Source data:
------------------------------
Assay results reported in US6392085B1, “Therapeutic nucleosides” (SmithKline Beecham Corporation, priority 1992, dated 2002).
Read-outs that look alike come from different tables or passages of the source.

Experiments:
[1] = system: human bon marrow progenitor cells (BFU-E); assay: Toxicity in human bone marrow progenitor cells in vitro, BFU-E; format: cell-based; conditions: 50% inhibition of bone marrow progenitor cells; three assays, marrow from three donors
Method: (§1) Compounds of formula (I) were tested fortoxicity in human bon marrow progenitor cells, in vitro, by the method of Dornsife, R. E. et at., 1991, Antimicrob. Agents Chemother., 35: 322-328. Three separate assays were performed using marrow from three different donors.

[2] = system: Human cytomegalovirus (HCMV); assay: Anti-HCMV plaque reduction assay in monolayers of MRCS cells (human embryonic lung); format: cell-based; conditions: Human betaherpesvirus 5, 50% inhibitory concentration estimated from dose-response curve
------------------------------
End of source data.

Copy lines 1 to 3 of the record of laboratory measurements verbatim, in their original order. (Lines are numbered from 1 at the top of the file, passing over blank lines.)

Assay results reported in US6392085B1, “Therapeutic nucleosides” (SmithKline Beecham Corporation, priority 1992, dated 2002).
Read-outs that look alike come from different tables or passages of the source.

Experiments: